You also, as living stones, are being built up a spiritual house. –1 Peter 2:5

While we can easily think of the church as the family of God (Ephesians 3:15), the household of faith (Galatians 6:10), the household of God (Ephesians 2:19), and the house of God (1 Timothy 3:15), it seems odd to think of ourselves as stones in that house, particularly living stones Jesus referred to building his church (Matthew 16:18), but he is also named as both the foundation of the church (1 Corinthians 3:11), and its chief cornerstone (Ephesians 2:20). We see in 1 Corinthians 3:12 that in building his church Jesus used “precious stones.”

A precious stone is an understandable image, for we have all seen or possessed such stones, diamonds in particular, but whoever saw or possessed a living stone? What is more inanimate than a rock or stone? A living stone is an oxymoron, something like “thunderous silence.”

But that is the point of the imagery, drawn first from prophecy: “Behold , I lay in Zion a stone for a foundation, a tried stone, a precious cornerstone, a sure foundation” (Isaiah 28:16). While the prophecy originally applied to Israel as a foundation for all nations, the apostle Peter applies it to Christ, and, impressively, describes him as “a living stone, rejected indeed by men, but chosen by God and precious” (1 Peter 2:6). Then there is Psalm 118:22: “The stone which the builders rejected has become the chief cornerstone. This is the Lord’s doing, and it is marvelous in our eyes.” Jesus quotes this in Matthew 21:42 and applies it to himself.

There is the tradition that when the stones were cut for Solomon’s temple there was one stone that did not appear to fit anywhere, so the builders rejected it and laid it aside, only to discover at last that it was the cornerstone to the entire edifice. Jesus is saying that he is that rejected cornerstone, and Peter, who quotes the same passage, not only applies it to Jesus, but refers to that cornerstone as a living stone: “Coming to Him as to a living stone, rejected indeed by men, but chosen by God and precious” (1 Peter 2:4).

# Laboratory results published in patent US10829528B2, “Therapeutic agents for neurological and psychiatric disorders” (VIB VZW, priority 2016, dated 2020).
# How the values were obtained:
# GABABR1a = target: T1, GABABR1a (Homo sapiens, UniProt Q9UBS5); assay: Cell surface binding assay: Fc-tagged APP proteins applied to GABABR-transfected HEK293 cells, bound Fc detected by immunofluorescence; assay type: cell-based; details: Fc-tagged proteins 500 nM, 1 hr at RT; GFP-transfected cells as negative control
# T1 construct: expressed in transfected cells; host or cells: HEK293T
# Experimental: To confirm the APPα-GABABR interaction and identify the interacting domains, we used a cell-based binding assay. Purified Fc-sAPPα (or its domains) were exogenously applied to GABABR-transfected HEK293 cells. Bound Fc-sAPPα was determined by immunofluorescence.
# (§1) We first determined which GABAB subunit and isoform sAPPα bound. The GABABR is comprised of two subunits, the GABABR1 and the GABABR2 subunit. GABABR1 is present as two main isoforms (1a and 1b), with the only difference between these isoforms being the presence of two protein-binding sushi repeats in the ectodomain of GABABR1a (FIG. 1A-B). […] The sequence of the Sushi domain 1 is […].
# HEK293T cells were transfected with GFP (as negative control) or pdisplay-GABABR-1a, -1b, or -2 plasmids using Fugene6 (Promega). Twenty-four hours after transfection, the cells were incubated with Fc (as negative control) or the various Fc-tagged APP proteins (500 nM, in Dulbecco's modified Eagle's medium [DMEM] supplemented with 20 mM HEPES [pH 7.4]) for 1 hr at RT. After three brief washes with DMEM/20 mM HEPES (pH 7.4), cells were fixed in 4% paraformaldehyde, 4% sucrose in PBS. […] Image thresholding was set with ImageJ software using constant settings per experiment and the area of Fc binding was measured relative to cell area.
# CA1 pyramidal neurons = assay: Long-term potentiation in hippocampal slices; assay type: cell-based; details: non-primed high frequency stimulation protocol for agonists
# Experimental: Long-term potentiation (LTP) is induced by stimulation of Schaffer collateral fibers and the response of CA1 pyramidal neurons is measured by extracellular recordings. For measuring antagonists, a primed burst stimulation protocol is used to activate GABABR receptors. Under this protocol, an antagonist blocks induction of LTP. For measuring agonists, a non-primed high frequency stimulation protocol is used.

This stunning truth allows the apostle to go on and say, “You also, as living stones, are being built up a spiritual house, a holy priesthood, to offer up spiritual sacrifices acceptable to God through Jesus Christ” ( 1 Peter 2:5). The apostle is drawing a contrast between the old temple and the church as a temple of God. The old was a physical house made up of literal stones; the new is a spiritual house made up of living stones; the old offered up animal sacrifices; the new offers spiritual sacrifices. The old had an inanimate cornerstone; the new has a living cornerstone, Jesus Christ himself.

By living stones Peter is referring to people who make up the community of faith — a living, loving people whose faith is as firm as granite rather than the cold, dead stones that compose temples made by human hands. This spells out the nature of the church. When a stone lies separately it is useless, but when built into a structure it finds purpose and destiny. The church is not made up of free-lance Christians who do their own thing and go their own way, but “living stones built into a spiritual house” of sisters and brothers, who, as the community of faith are bound to each other and work together in love. There is no such thing as individual Christianity. The church is the body of Christ, members one of another (1 Corinthians 12:27).

And you will notice that we are living stones, not living bricks. The picture is unity in diversity, not conformity by sameness. Stones come in diverse shapes, forms and sizes, while bricks are alike. Some stones are round, some triangular; some are roughly hewn, while others are smooth; and some are even square. There are two towns in Illinois near each other named Normal and Oblong. A notice in one of the local papers announced “Normal Boy Marries Oblong Girl” It is that way in the family of God. We can no more see everything alike than we can look alike. But we are all as living stones bound together in a spiritual edifice with Jesus Christ himself as the chief cornerstone.
-Leroy Garrett lives in Denton, TX